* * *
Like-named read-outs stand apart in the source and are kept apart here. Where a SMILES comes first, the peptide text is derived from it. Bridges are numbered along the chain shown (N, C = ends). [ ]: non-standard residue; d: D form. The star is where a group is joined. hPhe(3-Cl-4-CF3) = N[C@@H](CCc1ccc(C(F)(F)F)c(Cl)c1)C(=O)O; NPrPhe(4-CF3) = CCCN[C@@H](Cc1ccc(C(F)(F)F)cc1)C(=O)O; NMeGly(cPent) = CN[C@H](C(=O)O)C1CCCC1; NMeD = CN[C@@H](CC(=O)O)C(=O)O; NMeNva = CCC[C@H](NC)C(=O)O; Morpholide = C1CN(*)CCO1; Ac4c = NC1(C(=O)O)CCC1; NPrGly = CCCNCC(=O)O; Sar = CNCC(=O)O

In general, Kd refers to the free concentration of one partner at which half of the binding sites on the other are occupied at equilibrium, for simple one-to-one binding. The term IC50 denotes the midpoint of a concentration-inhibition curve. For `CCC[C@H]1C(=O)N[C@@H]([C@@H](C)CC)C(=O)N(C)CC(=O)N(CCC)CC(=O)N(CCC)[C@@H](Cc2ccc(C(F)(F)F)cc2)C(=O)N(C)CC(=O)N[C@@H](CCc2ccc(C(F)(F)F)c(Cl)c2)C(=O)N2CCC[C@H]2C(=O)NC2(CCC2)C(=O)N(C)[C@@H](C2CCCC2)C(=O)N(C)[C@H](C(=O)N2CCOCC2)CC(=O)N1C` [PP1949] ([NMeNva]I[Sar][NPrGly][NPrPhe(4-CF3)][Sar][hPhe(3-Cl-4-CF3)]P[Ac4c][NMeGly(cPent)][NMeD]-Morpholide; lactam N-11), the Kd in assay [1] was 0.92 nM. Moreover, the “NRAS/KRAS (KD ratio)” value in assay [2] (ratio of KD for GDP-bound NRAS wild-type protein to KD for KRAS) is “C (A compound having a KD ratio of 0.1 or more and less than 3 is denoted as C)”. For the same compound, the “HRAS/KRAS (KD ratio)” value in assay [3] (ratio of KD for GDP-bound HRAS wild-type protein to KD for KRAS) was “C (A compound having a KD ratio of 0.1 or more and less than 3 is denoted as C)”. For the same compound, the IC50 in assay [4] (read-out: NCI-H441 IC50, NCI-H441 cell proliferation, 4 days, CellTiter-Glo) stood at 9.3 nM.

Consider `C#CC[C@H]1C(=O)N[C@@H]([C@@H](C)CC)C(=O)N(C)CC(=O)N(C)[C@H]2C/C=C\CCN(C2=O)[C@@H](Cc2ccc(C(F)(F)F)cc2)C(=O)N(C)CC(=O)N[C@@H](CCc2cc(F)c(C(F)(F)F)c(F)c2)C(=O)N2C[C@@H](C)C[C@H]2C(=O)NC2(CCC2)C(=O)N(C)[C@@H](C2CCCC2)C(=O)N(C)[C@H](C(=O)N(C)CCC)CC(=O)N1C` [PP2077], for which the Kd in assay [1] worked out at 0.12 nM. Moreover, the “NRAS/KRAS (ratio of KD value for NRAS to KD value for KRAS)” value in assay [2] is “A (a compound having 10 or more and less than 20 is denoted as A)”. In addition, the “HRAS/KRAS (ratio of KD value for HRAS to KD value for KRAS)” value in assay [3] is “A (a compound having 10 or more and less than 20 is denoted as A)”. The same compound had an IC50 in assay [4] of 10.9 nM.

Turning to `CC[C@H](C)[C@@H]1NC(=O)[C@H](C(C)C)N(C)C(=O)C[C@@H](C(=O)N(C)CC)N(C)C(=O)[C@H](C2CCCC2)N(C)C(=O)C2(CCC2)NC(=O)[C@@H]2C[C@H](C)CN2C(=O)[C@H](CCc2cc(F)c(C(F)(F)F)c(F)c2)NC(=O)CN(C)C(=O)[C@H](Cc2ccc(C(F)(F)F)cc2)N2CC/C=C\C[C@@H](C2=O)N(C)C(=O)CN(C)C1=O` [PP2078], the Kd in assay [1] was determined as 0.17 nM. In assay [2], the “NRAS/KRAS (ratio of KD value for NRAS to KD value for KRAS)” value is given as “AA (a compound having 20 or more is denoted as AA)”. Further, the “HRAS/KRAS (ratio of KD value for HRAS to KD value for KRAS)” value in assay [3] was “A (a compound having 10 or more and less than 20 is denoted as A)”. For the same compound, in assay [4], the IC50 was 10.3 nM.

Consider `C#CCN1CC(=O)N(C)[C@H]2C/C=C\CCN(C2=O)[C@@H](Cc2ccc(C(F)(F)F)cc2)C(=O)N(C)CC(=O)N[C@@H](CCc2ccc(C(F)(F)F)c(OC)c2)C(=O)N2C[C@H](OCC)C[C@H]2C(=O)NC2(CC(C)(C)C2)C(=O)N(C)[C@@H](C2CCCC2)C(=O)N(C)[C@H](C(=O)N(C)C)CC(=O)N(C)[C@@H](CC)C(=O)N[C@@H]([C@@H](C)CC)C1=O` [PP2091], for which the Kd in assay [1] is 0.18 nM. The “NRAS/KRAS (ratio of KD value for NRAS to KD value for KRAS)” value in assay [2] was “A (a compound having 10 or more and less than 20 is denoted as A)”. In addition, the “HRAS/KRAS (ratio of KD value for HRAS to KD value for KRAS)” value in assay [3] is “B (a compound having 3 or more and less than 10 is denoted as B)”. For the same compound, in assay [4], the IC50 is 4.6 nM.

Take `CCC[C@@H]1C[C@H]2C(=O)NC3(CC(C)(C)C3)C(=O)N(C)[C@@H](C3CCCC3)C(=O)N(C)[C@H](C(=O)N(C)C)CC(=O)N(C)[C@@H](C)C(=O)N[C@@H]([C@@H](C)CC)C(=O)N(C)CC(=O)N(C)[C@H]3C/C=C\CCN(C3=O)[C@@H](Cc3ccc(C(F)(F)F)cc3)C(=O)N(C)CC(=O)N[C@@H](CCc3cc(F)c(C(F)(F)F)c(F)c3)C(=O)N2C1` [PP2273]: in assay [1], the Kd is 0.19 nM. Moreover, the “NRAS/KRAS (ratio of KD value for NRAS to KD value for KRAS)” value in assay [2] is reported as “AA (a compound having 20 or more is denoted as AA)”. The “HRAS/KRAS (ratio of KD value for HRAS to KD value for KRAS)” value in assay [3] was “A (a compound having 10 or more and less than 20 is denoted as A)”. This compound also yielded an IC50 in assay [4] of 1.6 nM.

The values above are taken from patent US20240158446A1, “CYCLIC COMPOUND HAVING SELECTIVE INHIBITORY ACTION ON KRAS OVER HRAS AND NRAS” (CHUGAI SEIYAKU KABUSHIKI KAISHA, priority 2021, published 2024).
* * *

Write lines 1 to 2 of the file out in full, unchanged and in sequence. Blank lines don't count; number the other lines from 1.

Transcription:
Like-named read-outs stand apart in the source and are kept apart here. Where a SMILES comes first, the peptide text is derived from it. Bridges are numbered along the chain shown (N, C = ends). [ ]: non-standard residue; d: D form. The star is where a group is joined. hPhe(3-Cl-4-CF3) = N[C@@H](CCc1ccc(C(F)(F)F)c(Cl)c1)C(=O)O; NPrPhe(4-CF3) = CCCN[C@@H](Cc1ccc(C(F)(F)F)cc1)C(=O)O; NMeGly(cPent) = CN[C@H](C(=O)O)C1CCCC1; NMeD = CN[C@@H](CC(=O)O)C(=O)O; NMeNva = CCC[C@H](NC)C(=O)O; Morpholide = C1CN(*)CCO1; Ac4c = NC1(C(=O)O)CCC1; NPrGly = CCCNCC(=O)O; Sar = CNCC(=O)O

In general, Kd refers to the free concentration of one partner at which half of the binding sites on the other are occupied at equilibrium, for simple one-to-one binding. The term IC50 denotes the midpoint of a concentration-inhibition curve. For `CCC[C@H]1C(=O)N[C@@H]([C@@H](C)CC)C(=O)N(C)CC(=O)N(CCC)CC(=O)N(CCC)[C@@H](Cc2ccc(C(F)(F)F)cc2)C(=O)N(C)CC(=O)N[C@@H](CCc2ccc(C(F)(F)F)c(Cl)c2)C(=O)N2CCC[C@H]2C(=O)NC2(CCC2)C(=O)N(C)[C@@H](C2CCCC2)C(=O)N(C)[C@H](C(=O)N2CCOCC2)CC(=O)N1C` [PP1949] ([NMeNva]I[Sar][NPrGly][NPrPhe(4-CF3)][Sar][hPhe(3-Cl-4-CF3)]P[Ac4c][NMeGly(cPent)][NMeD]-Morpholide; lactam N-11), the Kd in assay [1] was 0.92 nM. Moreover, the “NRAS/KRAS (KD ratio)” value in assay [2] (ratio of KD for GDP-bound NRAS wild-type protein to KD for KRAS) is “C (A compound having a KD ratio of 0.1 or more and less than 3 is denoted as C)”. For the same compound, the “HRAS/KRAS (KD ratio)” value in assay [3] (ratio of KD for GDP-bound HRAS wild-type protein to KD for KRAS) was “C (A compound having a KD ratio of 0.1 or more and less than 3 is denoted as C)”. For the same compound, the IC50 in assay [4] (read-out: NCI-H441 IC50, NCI-H441 cell proliferation, 4 days, CellTiter-Glo) stood at 9.3 nM.